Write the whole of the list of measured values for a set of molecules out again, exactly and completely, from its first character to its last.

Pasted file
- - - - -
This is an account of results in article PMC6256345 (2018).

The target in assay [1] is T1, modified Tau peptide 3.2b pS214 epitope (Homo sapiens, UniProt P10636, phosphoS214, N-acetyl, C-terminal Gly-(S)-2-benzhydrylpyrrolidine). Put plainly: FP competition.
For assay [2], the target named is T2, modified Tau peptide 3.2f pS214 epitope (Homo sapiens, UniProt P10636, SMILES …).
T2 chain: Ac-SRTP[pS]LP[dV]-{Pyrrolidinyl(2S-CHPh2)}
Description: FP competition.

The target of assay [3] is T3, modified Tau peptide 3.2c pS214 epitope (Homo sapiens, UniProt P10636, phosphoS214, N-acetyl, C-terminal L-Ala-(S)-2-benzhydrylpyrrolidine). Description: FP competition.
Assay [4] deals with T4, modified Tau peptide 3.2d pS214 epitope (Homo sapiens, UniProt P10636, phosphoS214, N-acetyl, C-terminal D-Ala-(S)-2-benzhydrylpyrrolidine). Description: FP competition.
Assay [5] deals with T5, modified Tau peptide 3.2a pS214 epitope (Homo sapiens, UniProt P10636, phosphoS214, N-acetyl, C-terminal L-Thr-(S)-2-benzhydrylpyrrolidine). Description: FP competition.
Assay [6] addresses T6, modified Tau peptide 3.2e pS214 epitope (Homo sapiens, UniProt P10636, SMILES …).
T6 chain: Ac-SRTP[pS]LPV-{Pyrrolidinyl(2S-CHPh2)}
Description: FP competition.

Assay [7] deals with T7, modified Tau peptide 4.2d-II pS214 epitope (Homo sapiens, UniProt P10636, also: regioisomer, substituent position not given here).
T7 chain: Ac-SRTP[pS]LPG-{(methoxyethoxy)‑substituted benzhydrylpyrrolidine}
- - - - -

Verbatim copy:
This is an account of results in article PMC6256345 (2018).

The target in assay [1] is T1, modified Tau peptide 3.2b pS214 epitope (Homo sapiens, UniProt P10636, phosphoS214, N-acetyl, C-terminal Gly-(S)-2-benzhydrylpyrrolidine). Put plainly: FP competition.
For assay [2], the target named is T2, modified Tau peptide 3.2f pS214 epitope (Homo sapiens, UniProt P10636, SMILES …).
T2 chain: Ac-SRTP[pS]LP[dV]-{Pyrrolidinyl(2S-CHPh2)}
Description: FP competition.

The target of assay [3] is T3, modified Tau peptide 3.2c pS214 epitope (Homo sapiens, UniProt P10636, phosphoS214, N-acetyl, C-terminal L-Ala-(S)-2-benzhydrylpyrrolidine). Description: FP competition.
Assay [4] deals with T4, modified Tau peptide 3.2d pS214 epitope (Homo sapiens, UniProt P10636, phosphoS214, N-acetyl, C-terminal D-Ala-(S)-2-benzhydrylpyrrolidine). Description: FP competition.
Assay [5] deals with T5, modified Tau peptide 3.2a pS214 epitope (Homo sapiens, UniProt P10636, phosphoS214, N-acetyl, C-terminal L-Thr-(S)-2-benzhydrylpyrrolidine). Description: FP competition.
Assay [6] addresses T6, modified Tau peptide 3.2e pS214 epitope (Homo sapiens, UniProt P10636, SMILES …).
T6 chain: Ac-SRTP[pS]LPV-{Pyrrolidinyl(2S-CHPh2)}
Description: FP competition.

Assay [7] deals with T7, modified Tau peptide 4.2d-II pS214 epitope (Homo sapiens, UniProt P10636, also: regioisomer, substituent position not given here).
T7 chain: Ac-SRTP[pS]LPG-{(methoxyethoxy)‑substituted benzhydrylpyrrolidine}